Tuesday, August 14, 2007

Some Tips and a Recipe / Des Astuces et une Recette

Strawberry Jam

Picture this: Less than three years ago, a young woman stands in the middle of a grocery store. She is lost. She just started to learn about the country and the language and why do people use the word “stuff’ for everything, and she is lost in the middle of a grocery store. Standing in the breakfast section in front of a gigantic range of jams, she reads all these labels: jam, preserve and jelly. She is lost. She knows what jelly is, but what about the two others? What’s the difference? Which one is "confiture"? She starts looking at the consistency of each and every one of them to figure out which one is jam. She didn’t expect to see all these names. Looking for a sign, some help, a dictionary may be. She goes back and forth, watching what people would pick the most from this pile of sugary jars. She figured this might help her. No, still lost. She finally picked the one that looked the most familiar to her, hidden in the world section and written in French: Bonne Maman apricot jam. She went back home, turned her laptop on and looked for the definition: Properly, the term jam refers to a product made with whole fruit, cut into pieces or crushed. The fruit is heated with water and sugar to activate the pectin in the fruit. The mixture is then put into containers*.
The term Preserves is usually interchangeable with Jam, however some cookbooks define Preserves as cooked and gelled whole fruit (or vegetable), which includes a significant portion of the fruit**.

So jam and preserve are the same, she tought. Why do they make it sound so confusing?
Lost, she was no more. Came the summer, she was determined to make her own pots of jams for the winter to come. This way the only dilemma she would have to face will be to either spread her jam on a slice of Rye and orange bread or a tart shell.


Before we get to the recipe, allow me to share with you some tips and basics about making jam:
Jam jars should have lids and rings that help creat a vaccum seal. Ball and Kerr are good brands to use. When sterrilizing your jars, use canning tongs, specifically made for gripping jars. They are very helpful.
Some fruits (like apricot, pear, mango, watermelon, green tomatoes..etc) need to macerate in sugar for 24h before cooking them. Adding lemon juice when starting the cooking process help preserve the natural color of the fruit.
Usually the rule goes, for every 2 pounds(1 kilo) of fruits add 1 ½ lb(750g) sugar or 1 1/3(600g) if the fruits are too sweet.
The success of a good jam resides between the time of cooking( not too long and not too short) and the balance between acidity and fruit pectin. It goes from 20 to 45 min of cooking, depending on the fruits. Some fruits, lacking in pectin, might need more time to cook. But you should:
1- always keep an eye on them.
2- Have them on medium-high heat and stiring regularly.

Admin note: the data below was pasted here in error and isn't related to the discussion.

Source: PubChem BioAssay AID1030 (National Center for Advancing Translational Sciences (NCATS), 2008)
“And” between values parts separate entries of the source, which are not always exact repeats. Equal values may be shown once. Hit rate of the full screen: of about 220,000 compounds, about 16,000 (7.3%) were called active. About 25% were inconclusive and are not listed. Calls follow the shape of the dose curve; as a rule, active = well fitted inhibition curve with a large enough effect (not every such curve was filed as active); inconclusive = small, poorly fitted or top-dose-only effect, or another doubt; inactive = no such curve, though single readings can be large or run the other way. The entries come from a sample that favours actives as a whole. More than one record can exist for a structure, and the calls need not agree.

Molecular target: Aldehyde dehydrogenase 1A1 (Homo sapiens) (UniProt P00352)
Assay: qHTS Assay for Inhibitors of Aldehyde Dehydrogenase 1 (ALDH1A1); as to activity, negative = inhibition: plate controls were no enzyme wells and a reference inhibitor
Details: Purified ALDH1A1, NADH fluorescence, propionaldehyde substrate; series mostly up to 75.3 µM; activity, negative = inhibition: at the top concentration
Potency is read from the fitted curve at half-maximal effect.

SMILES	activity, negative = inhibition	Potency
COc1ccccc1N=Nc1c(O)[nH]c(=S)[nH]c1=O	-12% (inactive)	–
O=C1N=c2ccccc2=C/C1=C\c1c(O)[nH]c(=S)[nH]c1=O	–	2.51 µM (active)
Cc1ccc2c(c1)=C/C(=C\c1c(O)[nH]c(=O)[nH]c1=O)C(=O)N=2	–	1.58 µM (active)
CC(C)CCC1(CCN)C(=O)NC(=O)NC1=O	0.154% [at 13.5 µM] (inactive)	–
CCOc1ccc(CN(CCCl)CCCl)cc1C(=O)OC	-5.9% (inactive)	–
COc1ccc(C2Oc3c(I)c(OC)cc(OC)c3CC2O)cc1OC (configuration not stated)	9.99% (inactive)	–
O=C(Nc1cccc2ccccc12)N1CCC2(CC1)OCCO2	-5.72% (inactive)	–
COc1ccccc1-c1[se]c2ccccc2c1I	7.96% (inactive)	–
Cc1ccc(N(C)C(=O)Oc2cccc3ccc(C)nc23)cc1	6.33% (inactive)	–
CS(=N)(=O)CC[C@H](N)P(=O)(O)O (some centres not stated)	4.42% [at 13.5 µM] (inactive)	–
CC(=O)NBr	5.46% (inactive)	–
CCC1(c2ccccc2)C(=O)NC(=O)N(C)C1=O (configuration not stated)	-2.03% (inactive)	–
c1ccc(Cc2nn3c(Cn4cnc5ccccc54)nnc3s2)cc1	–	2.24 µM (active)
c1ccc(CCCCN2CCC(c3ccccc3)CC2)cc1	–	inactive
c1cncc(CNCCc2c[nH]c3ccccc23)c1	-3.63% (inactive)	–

3- Never put the lid on as it will overflow and you also want the jam to thicken by evaporating.
4- Skim the foam that might form on top.
If you have a copper pot, use it to make jams. It is the best tool, according to chefs, for jams. It conducts heat evenly and alows pectin molecules to interact between themselves.
If your jam has crystallized, slowly add some boiling water to dissolve it.
An easy tip to know when your jam is ready: Put a little bit of it in a spoon and set aside for 30sec. If it rinkles when touching it with your pinkie, then it’s ready. If not continue cooking it a bit more. Try again later.
Some fruits jam combinations:
- Apricot: almonds, honey, ginger, vanilla, walnuts and lavender
- Cherry: Kirsch, Rhum and vanilla
- Lemon: Orange blossoms and vanilla
- Strawberry: black pepper, balsamic vinegar, raspberry, blackberry
- Raspberry: black pepper, strawberry, thyme, blackberry
- Pear: cinnamon, red wine
- Peach, nectarine: Vanilla, walnuts, ginger, clove, lemon, bitter almonds
- Apple: vanilla, cinnamon, anis star, cardamom, lemon balm, rhum, lavender, rose water, mint.
- Squash: orange zest, anis star
- Rhubarb: lemon, raisins, cinnamon, apple


Strawberry Preserve

Recipe: adapted from Food and Wine, July 2007
- Juice of 2 lemons, strained
- 4 ½ cups sugar
- 2 pounds medium strawberries, hulled

In a large, deep skillet, pour the lemon around the sugar. Cook over medium heat undisturbed until most of the sugar starts to melt. Gently stir the sugar until completely melted. Using a moistened pastry brush, wash down any sugar crystals from the side of the skillet.
Add the strawberries and boil over medium-high heat, mashing them gently then, if you don’t like to have pieces of strawberries in your preserve, puree them using a long stand mixer. Let it cook until it reaches 220F (or 8 degrees above boiling point, depending on altitude), about 10 min. Continue to boil until the preserves are thick, about 4 min longer.

 Strawberry Jam

Confiture de Fraises

Recette: adaptee de Food and Wine, Juillet 2007